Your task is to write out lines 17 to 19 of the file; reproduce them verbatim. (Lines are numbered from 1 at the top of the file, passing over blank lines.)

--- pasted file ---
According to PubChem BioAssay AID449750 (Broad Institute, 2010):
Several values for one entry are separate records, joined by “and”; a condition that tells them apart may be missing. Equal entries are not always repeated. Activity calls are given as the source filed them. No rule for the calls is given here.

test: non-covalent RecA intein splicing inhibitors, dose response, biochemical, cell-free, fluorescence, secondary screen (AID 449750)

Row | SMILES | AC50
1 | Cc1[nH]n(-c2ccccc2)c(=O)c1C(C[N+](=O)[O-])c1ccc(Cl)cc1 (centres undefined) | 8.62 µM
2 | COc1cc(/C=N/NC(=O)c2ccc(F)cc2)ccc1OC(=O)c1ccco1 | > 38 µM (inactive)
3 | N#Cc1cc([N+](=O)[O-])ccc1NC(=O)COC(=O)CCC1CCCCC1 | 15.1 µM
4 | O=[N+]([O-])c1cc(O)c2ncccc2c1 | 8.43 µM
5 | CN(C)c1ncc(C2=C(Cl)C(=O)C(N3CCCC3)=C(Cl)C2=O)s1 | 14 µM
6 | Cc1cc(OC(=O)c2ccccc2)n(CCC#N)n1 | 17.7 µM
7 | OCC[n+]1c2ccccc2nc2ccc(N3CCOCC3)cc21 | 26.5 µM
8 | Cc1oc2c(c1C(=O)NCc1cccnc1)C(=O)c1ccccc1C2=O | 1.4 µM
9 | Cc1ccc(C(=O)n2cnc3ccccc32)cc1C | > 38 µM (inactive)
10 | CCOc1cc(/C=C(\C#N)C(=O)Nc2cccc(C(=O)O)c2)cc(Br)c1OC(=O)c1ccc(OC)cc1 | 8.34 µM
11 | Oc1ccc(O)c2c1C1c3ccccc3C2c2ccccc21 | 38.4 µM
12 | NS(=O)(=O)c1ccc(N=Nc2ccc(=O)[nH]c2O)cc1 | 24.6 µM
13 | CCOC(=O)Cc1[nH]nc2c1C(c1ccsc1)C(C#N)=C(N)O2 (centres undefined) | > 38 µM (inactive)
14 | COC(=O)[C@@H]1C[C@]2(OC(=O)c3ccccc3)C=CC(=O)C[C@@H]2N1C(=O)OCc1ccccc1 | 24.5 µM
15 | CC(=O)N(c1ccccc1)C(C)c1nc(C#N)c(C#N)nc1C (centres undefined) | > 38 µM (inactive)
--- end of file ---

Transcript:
13 | CCOC(=O)Cc1[nH]nc2c1C(c1ccsc1)C(C#N)=C(N)O2 (centres undefined) | > 38 µM (inactive)
14 | COC(=O)[C@@H]1C[C@]2(OC(=O)c3ccccc3)C=CC(=O)C[C@@H]2N1C(=O)OCc1ccccc1 | 24.5 µM
15 | CC(=O)N(c1ccccc1)C(C)c1nc(C#N)c(C#N)nc1C (centres undefined) | > 38 µM (inactive)